Lawmakers, experts fight over bid to stop social media firms from censoring users
House committee members considered Wednesday a bill that would allow users to sue large social media platforms that block or censor user content based on the user's viewpoint — legislation related in part to former President Donald Trump's Twitter ban.
Lawmakers and experts Wednesday bandied arguments of free speech, private business rights and what constitutes the "public square" in debating the wisdom of the measure, but stopped short of moving the legislation to the full House.
Similar measures in Florida and Texas have been immediately challenged. Florida's law was ultimately blocked, and Texas' statute was allowed to proceed recently after a 5th Circuit Court of Appeals decision but an appeal is pending before the U.S. Supreme Court.
"These are the digital town square," state Rep. Ryan Berman, R-Commerce Township, said of large social media companies such as Facebook and Twitter. Berman sponsored the bill.
"If you can’t be banned in the physical town square from putting your viewpoints out there, I think you should be protected in the digital one as well,” he said.
Rep. John Damoose, R-Harbor Springs, questioned the legality of such a ban on regulating content, noting television stations and news organizations make daily decisions on what content to feature and what to turn away.
"Why is Facebook, for instance, more like the public square than the television station or a private newspaper?” Damoose asked.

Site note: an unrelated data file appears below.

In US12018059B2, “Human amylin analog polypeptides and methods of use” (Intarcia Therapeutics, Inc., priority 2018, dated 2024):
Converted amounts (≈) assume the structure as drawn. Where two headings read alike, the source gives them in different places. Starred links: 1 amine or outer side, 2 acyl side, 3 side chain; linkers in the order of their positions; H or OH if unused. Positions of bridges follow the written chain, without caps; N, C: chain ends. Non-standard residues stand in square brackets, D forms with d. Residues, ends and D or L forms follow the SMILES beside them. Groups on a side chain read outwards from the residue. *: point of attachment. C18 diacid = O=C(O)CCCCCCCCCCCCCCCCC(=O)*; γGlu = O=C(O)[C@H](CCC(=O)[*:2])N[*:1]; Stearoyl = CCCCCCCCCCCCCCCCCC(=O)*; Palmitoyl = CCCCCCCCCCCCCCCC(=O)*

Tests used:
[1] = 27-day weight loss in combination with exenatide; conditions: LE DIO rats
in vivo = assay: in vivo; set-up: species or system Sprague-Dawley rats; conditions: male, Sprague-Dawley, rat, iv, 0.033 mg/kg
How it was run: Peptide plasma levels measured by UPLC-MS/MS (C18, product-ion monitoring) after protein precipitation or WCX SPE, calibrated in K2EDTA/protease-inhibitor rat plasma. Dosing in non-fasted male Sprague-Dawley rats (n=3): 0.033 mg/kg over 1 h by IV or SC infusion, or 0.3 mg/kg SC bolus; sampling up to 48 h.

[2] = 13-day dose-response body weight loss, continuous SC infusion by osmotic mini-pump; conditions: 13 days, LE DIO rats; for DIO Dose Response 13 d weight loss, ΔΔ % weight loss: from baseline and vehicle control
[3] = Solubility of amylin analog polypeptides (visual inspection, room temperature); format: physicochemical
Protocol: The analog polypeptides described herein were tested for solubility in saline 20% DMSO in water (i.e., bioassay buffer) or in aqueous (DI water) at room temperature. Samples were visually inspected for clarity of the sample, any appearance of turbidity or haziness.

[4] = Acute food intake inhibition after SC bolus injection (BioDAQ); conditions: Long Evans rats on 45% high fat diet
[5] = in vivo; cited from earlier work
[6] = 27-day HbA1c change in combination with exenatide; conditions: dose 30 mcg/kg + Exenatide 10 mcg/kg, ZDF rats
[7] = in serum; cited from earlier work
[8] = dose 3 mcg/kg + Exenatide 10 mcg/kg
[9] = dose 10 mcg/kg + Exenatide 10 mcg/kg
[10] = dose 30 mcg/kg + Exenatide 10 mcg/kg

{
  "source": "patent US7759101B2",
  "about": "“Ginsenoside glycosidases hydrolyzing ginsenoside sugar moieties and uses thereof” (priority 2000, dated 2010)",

Berman's bill would require social media platforms with over 50 million users and a presence in Michigan to be considered "common carriers" — such as railroads, ferries, airlines, telegraphs and telephones — that should accept all customers and could not censor content based on a user's viewpoint or geography.
The bill would allow social media platforms to censor content that incites criminal activity, violence, harassment of victims of sexual abuse or the sexual exploitation of children.
The legislation would allow users to sue the social media platform if they believed the platform had wrongfully censored them.
Adam Candeub, professor of law at Michigan State University, spoke out in support of the legislation Wednesday and noted it would also prohibit sites from using algorithms to discriminate against certain opinions, expressions or viewpoints.
"It would require an even-handed application of the algorithms," Candeub said.
Several individuals who testified Wednesday opposed the legislation, arguing it violated the rights of private businesses, would make it difficult for niche social media platforms to survive and would wade into a mire of difficult regulatory decisions.
"Online content moderation often entails many decisions that are far from black and white," said Jennifer Huddleston of the tech industry trade group NetChoice. "Government intervention not only violates free market principles but makes these underlying difficult decisions far more difficult.”
Spence Purnell, of the libertarian Reason Foundation, pushed back on descriptions of large social media platforms as quasi-public entities, arguing lawmakers were missing the true definition of a public square.
"It's very narrowly defined as something that the government has opened for use by the public as a place for expressive activity. I think social media companies are a very different definition," Purnell said.
"They’re private services intended for consumers and intended to make profit.”